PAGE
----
Forget McQueen, Dunaway and sexy chess, the remake's much much better. First, Brosnan is more believable in a suit than McQueen; beneath his usual suave restraint, the Irishman capably suggests the inner turmoil of a self-made billionaire who has everything - and nothing. Yes, he can allow himself a certain smile after snaffling a priceless Monet from a New York museum, but what really perks up his attention is Russo as the insurance company's maverick investigator, who intuitively pegs him as the likely perp. Their relationship starts out cagily, before it becomes apparent that they make an exquisite match. But can they really trust one another enough not to let a stolen Monet come between them? Along the way, there's a deft robbery sequence, a sexy awayday in Martinique, and, that rarity in big budget thrillers, a plot pushed along by the conflicting emotions of the characters. Brosnan and Russo positively leap on the chance to behave like grown-ups, excited by and wary of each other's intelligence. Plaudits too for Leary (heroic as the NY detective), Tom Priestley's luscious camerawork, effective ethnic percussion on the soundtrack, and direction by McTiernan which combines precision technique with unexpected lyricism. First rate popular entertainment.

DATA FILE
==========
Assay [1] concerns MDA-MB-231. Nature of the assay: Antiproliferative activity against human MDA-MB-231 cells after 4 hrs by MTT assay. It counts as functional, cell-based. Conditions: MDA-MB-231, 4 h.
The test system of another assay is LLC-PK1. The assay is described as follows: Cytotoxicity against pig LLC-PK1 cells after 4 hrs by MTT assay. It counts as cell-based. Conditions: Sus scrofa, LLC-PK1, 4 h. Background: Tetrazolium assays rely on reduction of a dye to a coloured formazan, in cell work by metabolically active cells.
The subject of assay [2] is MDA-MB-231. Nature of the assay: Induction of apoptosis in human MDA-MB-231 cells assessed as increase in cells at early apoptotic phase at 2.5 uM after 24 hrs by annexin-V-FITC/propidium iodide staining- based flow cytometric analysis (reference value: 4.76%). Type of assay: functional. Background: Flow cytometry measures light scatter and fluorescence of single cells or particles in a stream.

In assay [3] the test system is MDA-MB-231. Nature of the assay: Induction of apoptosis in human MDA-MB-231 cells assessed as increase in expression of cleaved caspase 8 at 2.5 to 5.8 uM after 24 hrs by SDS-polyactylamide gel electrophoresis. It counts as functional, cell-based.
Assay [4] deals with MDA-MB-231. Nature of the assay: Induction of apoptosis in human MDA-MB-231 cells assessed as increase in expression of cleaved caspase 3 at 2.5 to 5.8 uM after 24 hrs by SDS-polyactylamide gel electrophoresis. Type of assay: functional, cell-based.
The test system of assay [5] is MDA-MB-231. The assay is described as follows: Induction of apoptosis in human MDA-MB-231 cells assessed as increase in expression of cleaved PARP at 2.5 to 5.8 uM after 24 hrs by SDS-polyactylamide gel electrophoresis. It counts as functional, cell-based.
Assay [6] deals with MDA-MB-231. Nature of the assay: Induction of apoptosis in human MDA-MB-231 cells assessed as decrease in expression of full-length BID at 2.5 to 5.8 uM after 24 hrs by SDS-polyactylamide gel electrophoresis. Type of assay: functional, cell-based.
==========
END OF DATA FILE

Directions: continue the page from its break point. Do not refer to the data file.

Cast and crew
|Screenwriter:||Leslie Dixon, Kurt Wimmer|